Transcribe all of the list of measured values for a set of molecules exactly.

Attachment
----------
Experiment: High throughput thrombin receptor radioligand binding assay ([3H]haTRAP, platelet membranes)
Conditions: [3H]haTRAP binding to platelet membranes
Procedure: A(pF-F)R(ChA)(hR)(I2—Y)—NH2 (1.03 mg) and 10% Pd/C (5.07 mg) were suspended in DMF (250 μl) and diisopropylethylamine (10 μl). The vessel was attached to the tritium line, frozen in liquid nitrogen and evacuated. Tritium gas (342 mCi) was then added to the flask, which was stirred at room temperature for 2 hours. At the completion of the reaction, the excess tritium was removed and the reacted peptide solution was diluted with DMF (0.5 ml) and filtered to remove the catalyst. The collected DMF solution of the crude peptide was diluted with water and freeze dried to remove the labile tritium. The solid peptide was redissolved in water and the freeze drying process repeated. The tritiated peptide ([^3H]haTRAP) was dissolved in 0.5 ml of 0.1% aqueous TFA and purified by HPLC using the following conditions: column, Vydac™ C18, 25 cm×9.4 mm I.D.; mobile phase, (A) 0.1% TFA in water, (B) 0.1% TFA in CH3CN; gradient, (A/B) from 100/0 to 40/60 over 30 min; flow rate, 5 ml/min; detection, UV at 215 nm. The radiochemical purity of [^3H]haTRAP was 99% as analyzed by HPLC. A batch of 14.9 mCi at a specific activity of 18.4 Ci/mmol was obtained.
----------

Experiment: High throughput thrombin receptor radioligand binding assay ([3H]haTRAP, platelet membranes)
Conditions: [3H]haTRAP binding to platelet membranes
Procedure: A(pF-F)R(ChA)(hR)(I2—Y)—NH2 (1.03 mg) and 10% Pd/C (5.07 mg) were suspended in DMF (250 μl) and diisopropylethylamine (10 μl). The vessel was attached to the tritium line, frozen in liquid nitrogen and evacuated. Tritium gas (342 mCi) was then added to the flask, which was stirred at room temperature for 2 hours. At the completion of the reaction, the excess tritium was removed and the reacted peptide solution was diluted with DMF (0.5 ml) and filtered to remove the catalyst. The collected DMF solution of the crude peptide was diluted with water and freeze dried to remove the labile tritium. The solid peptide was redissolved in water and the freeze drying process repeated. The tritiated peptide ([^3H]haTRAP) was dissolved in 0.5 ml of 0.1% aqueous TFA and purified by HPLC using the following conditions: column, Vydac™ C18, 25 cm×9.4 mm I.D.; mobile phase, (A) 0.1% TFA in water, (B) 0.1% TFA in CH3CN; gradient, (A/B) from 100/0 to 40/60 over 30 min; flow rate, 5 ml/min; detection, UV at 215 nm. The radiochemical purity of [^3H]haTRAP was 99% as analyzed by HPLC. A batch of 14.9 mCi at a specific activity of 18.4 Ci/mmol was obtained.